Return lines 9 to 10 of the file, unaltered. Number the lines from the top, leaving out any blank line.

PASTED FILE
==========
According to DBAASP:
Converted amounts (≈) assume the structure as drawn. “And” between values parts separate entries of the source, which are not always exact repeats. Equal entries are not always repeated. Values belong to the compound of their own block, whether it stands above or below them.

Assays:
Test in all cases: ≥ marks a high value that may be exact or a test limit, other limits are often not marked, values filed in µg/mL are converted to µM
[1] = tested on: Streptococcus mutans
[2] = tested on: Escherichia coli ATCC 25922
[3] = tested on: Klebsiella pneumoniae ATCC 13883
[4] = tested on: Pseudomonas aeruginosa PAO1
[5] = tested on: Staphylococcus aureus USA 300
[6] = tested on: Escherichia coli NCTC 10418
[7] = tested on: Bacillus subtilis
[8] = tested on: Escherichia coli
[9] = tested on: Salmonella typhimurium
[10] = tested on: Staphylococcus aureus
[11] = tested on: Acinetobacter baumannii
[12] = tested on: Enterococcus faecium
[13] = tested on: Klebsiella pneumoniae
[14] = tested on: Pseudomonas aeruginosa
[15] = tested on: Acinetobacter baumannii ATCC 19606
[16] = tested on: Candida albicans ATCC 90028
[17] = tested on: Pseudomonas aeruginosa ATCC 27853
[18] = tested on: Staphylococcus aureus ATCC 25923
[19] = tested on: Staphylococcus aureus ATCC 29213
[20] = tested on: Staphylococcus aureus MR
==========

[5] = tested on: Staphylococcus aureus USA 300
[6] = tested on: Escherichia coli NCTC 10418